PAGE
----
CYP2D6: a global analysis of phenotypic and genotypic variation in search of radical cure of Plasmodium vivax malaria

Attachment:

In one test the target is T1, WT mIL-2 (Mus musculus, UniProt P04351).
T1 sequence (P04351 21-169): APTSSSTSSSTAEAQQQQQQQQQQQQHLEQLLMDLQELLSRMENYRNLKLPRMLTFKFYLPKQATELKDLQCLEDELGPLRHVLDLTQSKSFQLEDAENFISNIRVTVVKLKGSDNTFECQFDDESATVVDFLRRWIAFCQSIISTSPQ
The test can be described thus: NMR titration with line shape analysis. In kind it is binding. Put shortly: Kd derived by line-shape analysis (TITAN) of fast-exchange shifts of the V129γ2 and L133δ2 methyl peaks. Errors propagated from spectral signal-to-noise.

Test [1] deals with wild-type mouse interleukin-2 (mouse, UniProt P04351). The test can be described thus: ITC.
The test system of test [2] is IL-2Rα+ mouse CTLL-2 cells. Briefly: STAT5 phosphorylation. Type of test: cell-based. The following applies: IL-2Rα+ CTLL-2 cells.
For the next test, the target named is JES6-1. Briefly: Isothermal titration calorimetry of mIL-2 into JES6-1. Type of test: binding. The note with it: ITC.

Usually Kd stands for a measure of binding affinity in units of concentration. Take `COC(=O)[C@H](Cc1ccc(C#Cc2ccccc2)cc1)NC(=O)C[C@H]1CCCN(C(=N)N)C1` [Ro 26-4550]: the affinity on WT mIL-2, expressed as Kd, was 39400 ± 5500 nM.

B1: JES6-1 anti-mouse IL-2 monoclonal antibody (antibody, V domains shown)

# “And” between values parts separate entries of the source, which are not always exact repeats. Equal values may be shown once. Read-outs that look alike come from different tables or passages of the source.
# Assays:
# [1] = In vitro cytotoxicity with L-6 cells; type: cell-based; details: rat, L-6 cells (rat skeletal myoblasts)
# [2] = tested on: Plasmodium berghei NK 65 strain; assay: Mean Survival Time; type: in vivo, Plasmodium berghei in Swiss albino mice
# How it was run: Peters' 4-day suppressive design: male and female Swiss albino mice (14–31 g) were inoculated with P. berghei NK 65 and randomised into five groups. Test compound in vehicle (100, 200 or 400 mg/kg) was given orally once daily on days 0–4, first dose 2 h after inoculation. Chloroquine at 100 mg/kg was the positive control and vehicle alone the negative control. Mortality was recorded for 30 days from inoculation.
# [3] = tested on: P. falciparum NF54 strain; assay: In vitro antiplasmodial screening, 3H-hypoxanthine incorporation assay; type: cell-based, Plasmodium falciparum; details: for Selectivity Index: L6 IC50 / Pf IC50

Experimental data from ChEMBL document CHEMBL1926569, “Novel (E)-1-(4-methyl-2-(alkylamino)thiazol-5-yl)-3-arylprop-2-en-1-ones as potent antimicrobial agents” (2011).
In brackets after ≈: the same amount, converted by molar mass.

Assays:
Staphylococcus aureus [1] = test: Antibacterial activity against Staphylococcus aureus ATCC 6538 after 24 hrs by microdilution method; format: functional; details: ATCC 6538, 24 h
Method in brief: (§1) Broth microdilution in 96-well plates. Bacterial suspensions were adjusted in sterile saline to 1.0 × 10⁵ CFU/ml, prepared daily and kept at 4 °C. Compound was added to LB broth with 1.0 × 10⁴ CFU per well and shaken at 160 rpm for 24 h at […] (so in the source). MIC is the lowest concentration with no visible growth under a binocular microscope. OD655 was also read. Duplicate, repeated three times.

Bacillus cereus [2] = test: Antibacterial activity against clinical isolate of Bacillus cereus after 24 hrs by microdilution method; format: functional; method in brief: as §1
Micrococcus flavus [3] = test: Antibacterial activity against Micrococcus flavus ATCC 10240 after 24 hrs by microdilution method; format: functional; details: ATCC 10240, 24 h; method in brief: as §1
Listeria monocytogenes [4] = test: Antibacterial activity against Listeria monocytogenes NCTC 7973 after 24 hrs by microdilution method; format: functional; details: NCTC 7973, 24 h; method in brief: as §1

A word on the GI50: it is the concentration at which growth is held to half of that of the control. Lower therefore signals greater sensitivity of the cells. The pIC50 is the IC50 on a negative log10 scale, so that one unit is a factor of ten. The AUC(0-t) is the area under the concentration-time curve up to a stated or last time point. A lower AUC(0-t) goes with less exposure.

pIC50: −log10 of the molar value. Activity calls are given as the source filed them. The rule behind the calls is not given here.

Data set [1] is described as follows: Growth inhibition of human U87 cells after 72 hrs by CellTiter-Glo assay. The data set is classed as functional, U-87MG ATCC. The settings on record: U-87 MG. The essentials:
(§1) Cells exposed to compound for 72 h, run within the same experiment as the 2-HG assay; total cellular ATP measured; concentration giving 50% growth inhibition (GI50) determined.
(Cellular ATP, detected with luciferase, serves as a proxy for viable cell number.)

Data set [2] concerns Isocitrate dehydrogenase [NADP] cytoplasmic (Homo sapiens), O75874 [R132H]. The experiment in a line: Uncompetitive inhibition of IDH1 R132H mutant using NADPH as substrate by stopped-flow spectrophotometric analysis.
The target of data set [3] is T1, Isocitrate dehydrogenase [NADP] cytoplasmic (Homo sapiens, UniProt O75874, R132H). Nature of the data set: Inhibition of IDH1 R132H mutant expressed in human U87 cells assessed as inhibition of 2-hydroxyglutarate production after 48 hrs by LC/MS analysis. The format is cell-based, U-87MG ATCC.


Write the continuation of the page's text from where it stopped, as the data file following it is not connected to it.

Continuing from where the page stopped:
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University Of Washington Abstract CYP2D6: a global analysis of phenotypic and genotypic variation in search of radical cure of Plasmodium vivax malaria Aparna Sen Chair of the Supervisory Committee: Ian Painter, Clinical Assistant Professor Department of Health Background: Malaria is a debilitating, life-threatening disease caused by Plasmodium protozoan parasites. Female Anopheles mosquitoes are the vector for the disease and responsible for disease transmission. In 2013, malaria deaths were estimated to be 584,000, mostly among sub-Saharan African children younger than five years of age. Even though huge number of morbidity and mortality are associated with this disease, malaria is preventable and can be cured. Efforts for increased malaria prevention and radical cure measures are being taken to reduce and eventually eradicate malaria globally. CYP2D6 is an enzyme encoded by the cyp2d6 gene. The gene is located in the q arm of chromosome 22 (22q13.1) and is known to be highly polymorphic. The enzyme is responsible for metabolism of 25% of clinically used drugs. Another enzyme important in malaria treatment is Glucose-6-phosphate dehydrogenase (G6PD) encoded by a highly polymorphic g6pd gene. G6PD deficiency is the most common enzyme deficiency in the world, known to be present in about 400 million people worldwide. This deficiency is found mostly in the malaria endemic regions of the world. Currently, the main treatment for P. vivax malaria is with chloroquine and primaquine drugs. The aim of this research is to study the importance of CYP2D6 variants in the P. vivax endemic regions of the world and to evaluate whether these mutations are linked with primaquine failure. We will also study G6PD deficiencies in those regions of the world. This data would serve as a step towards the ultimate goal for P. vivax malarial treatment, radical cure and elimination. Methods: Data was collected by conducting literature survey and was focused towards geographic distribution of CYP2D6. We searched English-language literature in Pubmed and CYP2D6 databases. Additional information was obtained by searching reference lists of all relevant articles. Search items for CYP2D6 included keyword searches such as geographical distribution, polymorphism, phenotypes, genotypes, malaria, P.vivax malaria, primaquine treatment. A similar literature search was also conducted on G6PD deficiency. A detailed CYP2D6 database and malarial database search was conducted for P. vivax prevalence data in malaria endemic countries. Finally global malaria report was accessed from WHO malaria report 2014. Results: Preliminary results did indicate that there is a link between primaquine drug metabolism and the poor metabolizer and intermediate metabolizer variants of CYP2D6. However, further studies need to be conducted to establish this role. Conclusion: Globally, the poor metabolizer and intermediate metabolizers of CYP2D6 might hinder primaquine metabolism. Furthermore, G6PD deficiency along with the CYP2D6 mutation might be a major problem in P. vivax endemic regions of the world. Rapid point-of care detection tests for these mutations can be developed in the future to prevent relapses from malarial episodes and fatalities from primaquine treatment and seek other effective drugs for radical cure and eradication of malaria.
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